Charleston County Council voted this year to hand over the controversial extension of the Mark Clark Expressway to the state Department of Transportation. But the DOT never officially took control of the massive construction project, leaving its fate in bureaucratic limbo, council leaders said.
JUNE 2007: The state Department of Transportation agrees to manage the Mark Clark Expressway project on James and Johns islands.AUGUST-SEPTEMBER 2010: At five public hearings held by the DOT, speakers are overwhelmingly opposed to Interstate 526 on the islands. At the hearings, the DOT presents its preferred route for the road and summarizes results of its environmental study.APRIL 2011: Charleston County Council stands firm against completing I-526, despite a warning that the move would cost the cash-strapped county more than $11 million. The State Infrastructure Bank warns council members that the county would have to pay back what has been spent on the project so far for right-of-way issues and engineering and environmental studies.JANUARY 2012: Expressing concerns about the slow pace of the project, the State Infrastructure Bank board votes to reassign responsibility for the Mark Clark Expressway completion over the islands from council to the DOT. Charleston County Council agrees with a 7-2 vote a week later.JUNE 2012: The Berkeley-Charleston Dorchester Council of Government’s transportation committee votes to increase the estimate to complete Interstate 526 from $489 million to $556 million. The DOT still has not responded to Charleston County Council about whether it will take over the project.
Chairman Teddie Pryor and Vice Chairman Elliott Summey said they now are trying to clear up confusion about the status of the project, the most recent cost estimate for which is $556 million. The cost figure is approaching that of the Arthur Ravenel Jr. Bridge, the area’s most expensive road project, completed in 2005 with a price tag of $632 million.
DOT spokesman Robert Kudelka in a prepared statement said the department is in discussions with the State Infrastructure Bank about taking on the project.
The DOT and the Berkeley-Charleston-Dorchester Council of Governments’ transportation committee will have the final decision on whether to accept the project reassignment. Kudelka’s statement did not include any information on when a final decision might be made.
Summey said he approached Bruce Murdy, from the politically connected Rawle Murdy public relations firm, for advice about clearing up confusion surrounding the project among some members of the public.
He said neither he nor the county is paying the firm for the advice.
Summey and Pryor said they are in favor of extending Interstate 526 from West Ashley across Johns and James islands. But a recent action taken by the Council of Governments’ 44-member transportation committee last month to update the project’s cost was not about promoting construction of the road, they said.
Pryor is a member and Summey is chairman of that committee, which voted to update the cost estimate from $489 million to $556 million.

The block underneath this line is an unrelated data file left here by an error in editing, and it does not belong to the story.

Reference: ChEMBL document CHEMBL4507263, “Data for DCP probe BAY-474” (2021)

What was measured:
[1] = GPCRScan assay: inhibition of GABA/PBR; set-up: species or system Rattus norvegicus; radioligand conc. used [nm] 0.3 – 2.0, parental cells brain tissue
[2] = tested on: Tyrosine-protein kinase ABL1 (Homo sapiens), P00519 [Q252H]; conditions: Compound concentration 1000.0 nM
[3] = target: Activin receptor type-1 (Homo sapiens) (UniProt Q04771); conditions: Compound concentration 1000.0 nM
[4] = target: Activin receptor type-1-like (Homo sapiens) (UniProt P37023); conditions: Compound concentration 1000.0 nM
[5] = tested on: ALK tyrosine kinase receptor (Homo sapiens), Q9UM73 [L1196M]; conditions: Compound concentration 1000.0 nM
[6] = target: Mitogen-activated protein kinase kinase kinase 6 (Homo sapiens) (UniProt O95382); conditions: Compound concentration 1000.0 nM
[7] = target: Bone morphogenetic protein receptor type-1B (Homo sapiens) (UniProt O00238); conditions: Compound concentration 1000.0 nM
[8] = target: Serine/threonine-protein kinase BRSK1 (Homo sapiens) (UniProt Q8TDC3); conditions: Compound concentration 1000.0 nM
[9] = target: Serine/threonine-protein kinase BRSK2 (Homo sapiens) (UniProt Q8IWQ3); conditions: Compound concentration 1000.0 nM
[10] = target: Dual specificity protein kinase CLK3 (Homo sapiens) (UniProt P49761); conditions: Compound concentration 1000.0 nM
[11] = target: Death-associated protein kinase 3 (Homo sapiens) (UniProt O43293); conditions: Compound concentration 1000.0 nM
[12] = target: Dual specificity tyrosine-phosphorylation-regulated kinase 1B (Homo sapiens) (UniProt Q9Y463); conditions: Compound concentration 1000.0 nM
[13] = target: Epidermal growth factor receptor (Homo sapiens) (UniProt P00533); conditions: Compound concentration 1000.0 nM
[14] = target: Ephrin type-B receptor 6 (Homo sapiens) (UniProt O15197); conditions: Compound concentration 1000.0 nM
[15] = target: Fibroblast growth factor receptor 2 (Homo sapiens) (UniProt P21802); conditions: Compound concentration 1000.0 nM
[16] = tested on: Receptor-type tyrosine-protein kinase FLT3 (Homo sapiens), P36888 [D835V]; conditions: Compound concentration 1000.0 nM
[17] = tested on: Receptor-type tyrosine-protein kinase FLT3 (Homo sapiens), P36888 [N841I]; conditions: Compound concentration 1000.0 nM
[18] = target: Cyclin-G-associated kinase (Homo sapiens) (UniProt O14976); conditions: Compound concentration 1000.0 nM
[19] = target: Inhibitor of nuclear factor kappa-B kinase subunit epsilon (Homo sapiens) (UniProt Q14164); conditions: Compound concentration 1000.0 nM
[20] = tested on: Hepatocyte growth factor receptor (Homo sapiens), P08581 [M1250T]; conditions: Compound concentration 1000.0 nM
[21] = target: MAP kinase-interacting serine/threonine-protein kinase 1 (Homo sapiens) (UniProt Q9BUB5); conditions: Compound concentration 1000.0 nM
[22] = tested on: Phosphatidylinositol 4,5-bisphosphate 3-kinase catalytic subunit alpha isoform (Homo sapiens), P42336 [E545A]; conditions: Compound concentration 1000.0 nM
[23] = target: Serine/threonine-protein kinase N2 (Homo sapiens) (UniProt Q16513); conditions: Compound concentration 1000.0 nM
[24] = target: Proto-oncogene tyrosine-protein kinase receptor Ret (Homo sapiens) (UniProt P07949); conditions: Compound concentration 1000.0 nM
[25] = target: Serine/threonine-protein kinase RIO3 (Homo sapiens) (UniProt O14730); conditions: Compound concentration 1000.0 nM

The committee’s move was instead about freeing the county from possibly having to reimburse the DOT for more than $11 million already spent on the project, Summey said.
Summey said many opponents of completing I-526 since the committee’s vote have said that the additional $67 million has been appropriated for the project, but he said that is not true.
That’s not an action the Council of Governments is authorized to take, he said.
And Summey and Pryor said they don’t have plans in the works to bring in the money. They simply want to get the county off the project’s financial hook.
County Council in January voted to give up control of the long-stalled project. Members voted 7-2 in favor of turning the project over to the DOT, hoping that would free the county from having to pay back the money.
The DOT can’t move forward with the project unless the cost estimate is updated, Summey said. He hopes that the Council of Governments’ action made it more likely that the DOT would officially accept the project.
The most recent preferred alternative for completing the project, known as “Alternative G,” would be an 8-mile-long, four-lane highway and would include five miles of bridges, including two 80-foot-tall spans over the Stono River.
The project would connect Folly Road at the James Island connector with I-526 where it intersects U.S. Highway 17.
Many residents were strongly opposed to that alternative, including Johns Island farmer Thomas Legare, a vocal opponent of the project.
“I don’t see how anybody in the Charleston area could not be opposed to it,” he said. It’s very expensive and based on a 40-year-old design, he said.
Personally, he said, he is opposed because it would shift existing traffic, bring more traffic and promote urban sprawl on the rural island.
Only $420 million is available for the project now, and it remains unclear whether the road will be finished.
Reach Diane Knich at 937-5491 or on Twitter at @dianeknich.
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